S.F. Safe Injection Site Supporters Urge Gov. Brown to Sign Bill

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San Francisco officials and other supporters gather at Healthright360 to discuss AB186. The new bill, if passed, would make San Francisco the first U.S. city to allow a safe injection drug site. (Chloe Veltman/KQED)

San Francisco officials, as well as health care and substance abuse service professionals, are urging California Gov. Jerry Brown to sign a bill allowing the city to open the country's first supervised injection site for drug users.

State Sen. Scott Wiener, co-author of Assembly Bill 186 --"controlled substances: overdose prevention program" -- said he's hopeful that the governor will sign it, because Brown believes in progressive alternatives to incarceration.

"He understands that the war on drugs failed, that drug addiction is not a criminal issue -- it is a health issue -- and we have to take a public health approach to addressing it," Wiener said at a press briefing Tuesday at HealthRIGHT 360, a drug addiction support organization.

California Senator Scott Wiener speaks at a press briefing about AB186, a new bill that, if passed, will make San Francisco the first U.S. city to allow a safe injection drug site.
California state Sen. Scott Wiener speaks at a press briefing about AB 186, which would make San Francisco the first U.S. city to allow a safe injection drug site. (Francis Zhang)

Mayor London Breed also spoke at the briefing. Despite some initial skepticism, she said she decided to make the safe injection site bill a priority after visiting a supervised injection site in Vancouver, Canada, last year.

"I was very surprised at how impressed I was with not only the numbers, but also the facility," Breed said of the Vancouver program. "Zero overdoses in those facilities, and over 3,500 people referred to detox who have not come back through their system."


At a previous briefing outside Glide Memorial Church last week, Breed said opening just one facility in San Francisco could make a huge difference in fighting the opioid epidemic, and could even save the city up to $3.5 million by reducing hospital stays, HIV infections and overdoses.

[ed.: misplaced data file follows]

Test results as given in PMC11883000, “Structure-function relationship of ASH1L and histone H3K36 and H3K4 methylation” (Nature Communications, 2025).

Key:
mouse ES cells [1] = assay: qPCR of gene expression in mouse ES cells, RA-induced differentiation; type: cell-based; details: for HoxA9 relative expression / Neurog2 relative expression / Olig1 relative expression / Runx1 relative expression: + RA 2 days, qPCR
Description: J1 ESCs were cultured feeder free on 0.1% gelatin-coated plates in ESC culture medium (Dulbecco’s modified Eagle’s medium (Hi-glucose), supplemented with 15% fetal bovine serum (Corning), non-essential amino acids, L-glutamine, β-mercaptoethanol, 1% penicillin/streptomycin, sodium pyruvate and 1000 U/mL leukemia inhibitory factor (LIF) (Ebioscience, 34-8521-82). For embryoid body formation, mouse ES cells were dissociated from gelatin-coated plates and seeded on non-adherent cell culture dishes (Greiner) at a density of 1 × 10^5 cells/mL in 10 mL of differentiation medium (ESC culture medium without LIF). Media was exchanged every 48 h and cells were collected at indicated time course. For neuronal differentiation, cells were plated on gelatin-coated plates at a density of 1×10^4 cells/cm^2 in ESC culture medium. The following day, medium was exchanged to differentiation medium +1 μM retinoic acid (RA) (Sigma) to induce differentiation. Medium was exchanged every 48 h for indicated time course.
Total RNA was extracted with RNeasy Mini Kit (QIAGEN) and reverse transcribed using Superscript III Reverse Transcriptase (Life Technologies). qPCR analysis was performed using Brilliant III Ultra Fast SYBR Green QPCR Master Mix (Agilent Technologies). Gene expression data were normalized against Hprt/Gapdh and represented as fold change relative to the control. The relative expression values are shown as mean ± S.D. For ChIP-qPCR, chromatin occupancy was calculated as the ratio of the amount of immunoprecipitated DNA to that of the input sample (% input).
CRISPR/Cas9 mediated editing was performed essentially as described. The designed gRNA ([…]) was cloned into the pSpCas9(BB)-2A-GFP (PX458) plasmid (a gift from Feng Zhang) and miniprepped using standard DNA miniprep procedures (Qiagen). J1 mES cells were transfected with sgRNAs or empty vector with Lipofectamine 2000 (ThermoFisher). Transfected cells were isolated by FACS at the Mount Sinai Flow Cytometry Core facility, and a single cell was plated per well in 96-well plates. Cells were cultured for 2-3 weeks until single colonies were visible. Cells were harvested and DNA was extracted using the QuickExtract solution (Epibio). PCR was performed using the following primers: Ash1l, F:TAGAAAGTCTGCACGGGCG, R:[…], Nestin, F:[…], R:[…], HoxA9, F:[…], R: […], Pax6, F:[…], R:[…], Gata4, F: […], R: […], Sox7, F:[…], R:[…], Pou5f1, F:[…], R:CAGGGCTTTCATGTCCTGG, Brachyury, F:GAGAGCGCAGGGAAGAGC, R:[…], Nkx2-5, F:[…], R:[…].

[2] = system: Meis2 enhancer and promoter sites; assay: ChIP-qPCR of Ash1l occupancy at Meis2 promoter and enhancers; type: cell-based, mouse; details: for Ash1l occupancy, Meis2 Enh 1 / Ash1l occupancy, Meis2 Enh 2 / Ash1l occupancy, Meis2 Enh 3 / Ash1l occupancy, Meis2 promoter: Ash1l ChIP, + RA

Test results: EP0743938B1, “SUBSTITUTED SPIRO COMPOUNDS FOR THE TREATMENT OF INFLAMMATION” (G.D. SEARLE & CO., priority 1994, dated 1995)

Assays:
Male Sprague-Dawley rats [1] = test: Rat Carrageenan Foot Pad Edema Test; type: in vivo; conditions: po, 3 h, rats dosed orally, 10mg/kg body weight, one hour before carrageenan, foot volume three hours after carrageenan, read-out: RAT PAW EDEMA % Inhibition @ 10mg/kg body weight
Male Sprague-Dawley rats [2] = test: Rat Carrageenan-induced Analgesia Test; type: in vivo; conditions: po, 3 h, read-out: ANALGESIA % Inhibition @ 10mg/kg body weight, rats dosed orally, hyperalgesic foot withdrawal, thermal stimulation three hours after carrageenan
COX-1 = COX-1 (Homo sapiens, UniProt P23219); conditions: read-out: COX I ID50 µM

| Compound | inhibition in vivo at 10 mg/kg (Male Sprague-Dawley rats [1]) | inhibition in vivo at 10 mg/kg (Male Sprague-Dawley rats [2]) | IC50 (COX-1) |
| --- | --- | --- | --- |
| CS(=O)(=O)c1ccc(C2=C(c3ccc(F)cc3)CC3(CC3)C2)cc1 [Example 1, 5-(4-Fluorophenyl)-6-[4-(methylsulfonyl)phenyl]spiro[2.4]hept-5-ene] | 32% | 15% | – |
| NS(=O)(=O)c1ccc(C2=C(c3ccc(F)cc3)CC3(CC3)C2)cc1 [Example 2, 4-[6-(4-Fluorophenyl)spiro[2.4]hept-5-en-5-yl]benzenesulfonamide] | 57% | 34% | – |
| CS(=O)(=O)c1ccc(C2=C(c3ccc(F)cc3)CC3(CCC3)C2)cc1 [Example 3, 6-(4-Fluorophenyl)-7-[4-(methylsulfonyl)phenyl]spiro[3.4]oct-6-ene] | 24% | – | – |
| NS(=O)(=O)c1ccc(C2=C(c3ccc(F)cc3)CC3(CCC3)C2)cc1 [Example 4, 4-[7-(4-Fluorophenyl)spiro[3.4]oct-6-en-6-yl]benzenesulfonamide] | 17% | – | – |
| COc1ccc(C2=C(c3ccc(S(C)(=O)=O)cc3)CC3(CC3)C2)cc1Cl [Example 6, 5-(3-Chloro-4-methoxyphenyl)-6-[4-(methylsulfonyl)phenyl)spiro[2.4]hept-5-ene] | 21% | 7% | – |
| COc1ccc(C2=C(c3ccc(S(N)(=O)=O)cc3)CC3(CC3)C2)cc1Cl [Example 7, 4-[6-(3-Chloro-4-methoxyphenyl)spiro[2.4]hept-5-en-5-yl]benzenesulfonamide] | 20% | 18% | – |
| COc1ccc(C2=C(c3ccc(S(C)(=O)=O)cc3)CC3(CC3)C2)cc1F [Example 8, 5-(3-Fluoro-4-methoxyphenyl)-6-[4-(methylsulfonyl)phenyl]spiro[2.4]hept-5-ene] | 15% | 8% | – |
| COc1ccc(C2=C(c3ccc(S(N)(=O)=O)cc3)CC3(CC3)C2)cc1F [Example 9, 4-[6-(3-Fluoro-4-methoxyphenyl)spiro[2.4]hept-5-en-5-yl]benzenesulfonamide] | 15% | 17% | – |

But federal law prohibits illicit drug use, as well as owning or renting facilities for drug consumption. So the bill faces stiff opposition.

For example, in an op-ed in the New York Times last week after the California State Senate passed AB 186, U.S. Deputy Attorney General Rod Rosenstein railed against the dangers of injection sites, and said that those who open them should expect penalties.

"Violations are punishable by up to 20 years in prison, hefty fines and forfeiture of the property used in the criminal activity," wrote Rosenstein. "Because federal law clearly prohibits injection sites, cities and counties should expect the Department of Justice to meet the opening of any injection site with swift and aggressive action."

Mayor London Breed inspects a prototype safe injection site at Glide Memorial Church in San Francisco.
Mayor London Breed (center) inspects a prototype safe injection site at Glide Memorial Church in San Francisco. (Raquel Maria Dillon/KQED)

The bill's supporters are steeling themselves for a protracted fight with the federal government.

"We're not scared to push the envelope on public health policy," Wiener said. "Even if the federal government threatens us with criminal prosecution."

He added that the city has faced off successfully against federal authorities before, when San Francisco was at the forefront of changing policies around such contentious health care-related issues as medical marijuana facilities, needle exchanges and abortion clinics.

According to data from San Francisco’s Department of Public Health, there are 22,500 injection drug users in the city. Most of them don’t shoot up in the street. But last year, 193 people died of overdoses in the city.

If adopted, the supervised sites will give users access to clean needles, counseling and treatment services in a three-year pilot.

Breed said she doesn't yet know when the first site might open. She said that after securing the governor's signature, city officials will focus on combating potential federal government criticism and actions and working on implementing security.

"We need to make sure that people who are going to be working at the site are protected," Breed said.

The governor doesn't typically comment on pending legislation. His press office said he has until Sept. 30 to take action on the bill.